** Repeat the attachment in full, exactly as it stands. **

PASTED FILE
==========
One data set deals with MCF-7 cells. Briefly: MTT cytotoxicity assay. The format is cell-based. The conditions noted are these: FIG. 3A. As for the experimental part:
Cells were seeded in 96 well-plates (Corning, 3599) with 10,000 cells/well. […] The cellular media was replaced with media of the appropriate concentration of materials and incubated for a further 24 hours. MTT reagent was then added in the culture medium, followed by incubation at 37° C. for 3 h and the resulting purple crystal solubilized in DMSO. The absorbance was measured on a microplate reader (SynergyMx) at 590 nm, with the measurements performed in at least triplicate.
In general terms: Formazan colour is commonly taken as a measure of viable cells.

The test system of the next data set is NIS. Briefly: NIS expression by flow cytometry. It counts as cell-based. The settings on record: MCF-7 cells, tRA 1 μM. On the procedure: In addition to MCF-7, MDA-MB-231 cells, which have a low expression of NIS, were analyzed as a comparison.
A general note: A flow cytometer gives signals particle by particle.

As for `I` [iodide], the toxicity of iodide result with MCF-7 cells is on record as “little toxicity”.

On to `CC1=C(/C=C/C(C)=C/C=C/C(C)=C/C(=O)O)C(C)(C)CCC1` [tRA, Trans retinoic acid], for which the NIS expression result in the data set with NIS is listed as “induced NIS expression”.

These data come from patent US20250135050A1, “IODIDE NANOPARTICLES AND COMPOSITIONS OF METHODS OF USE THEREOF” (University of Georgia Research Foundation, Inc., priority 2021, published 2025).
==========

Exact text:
One data set deals with MCF-7 cells. Briefly: MTT cytotoxicity assay. The format is cell-based. The conditions noted are these: FIG. 3A. As for the experimental part:
Cells were seeded in 96 well-plates (Corning, 3599) with 10,000 cells/well. […] The cellular media was replaced with media of the appropriate concentration of materials and incubated for a further 24 hours. MTT reagent was then added in the culture medium, followed by incubation at 37° C. for 3 h and the resulting purple crystal solubilized in DMSO. The absorbance was measured on a microplate reader (SynergyMx) at 590 nm, with the measurements performed in at least triplicate.
In general terms: Formazan colour is commonly taken as a measure of viable cells.

The test system of the next data set is NIS. Briefly: NIS expression by flow cytometry. It counts as cell-based. The settings on record: MCF-7 cells, tRA 1 μM. On the procedure: In addition to MCF-7, MDA-MB-231 cells, which have a low expression of NIS, were analyzed as a comparison.
A general note: A flow cytometer gives signals particle by particle.

As for `I` [iodide], the toxicity of iodide result with MCF-7 cells is on record as “little toxicity”.

On to `CC1=C(/C=C/C(C)=C/C=C/C(C)=C/C(=O)O)C(C)(C)CCC1` [tRA, Trans retinoic acid], for which the NIS expression result in the data set with NIS is listed as “induced NIS expression”.

These data come from patent US20250135050A1, “IODIDE NANOPARTICLES AND COMPOSITIONS OF METHODS OF USE THEREOF” (University of Georgia Research Foundation, Inc., priority 2021, published 2025).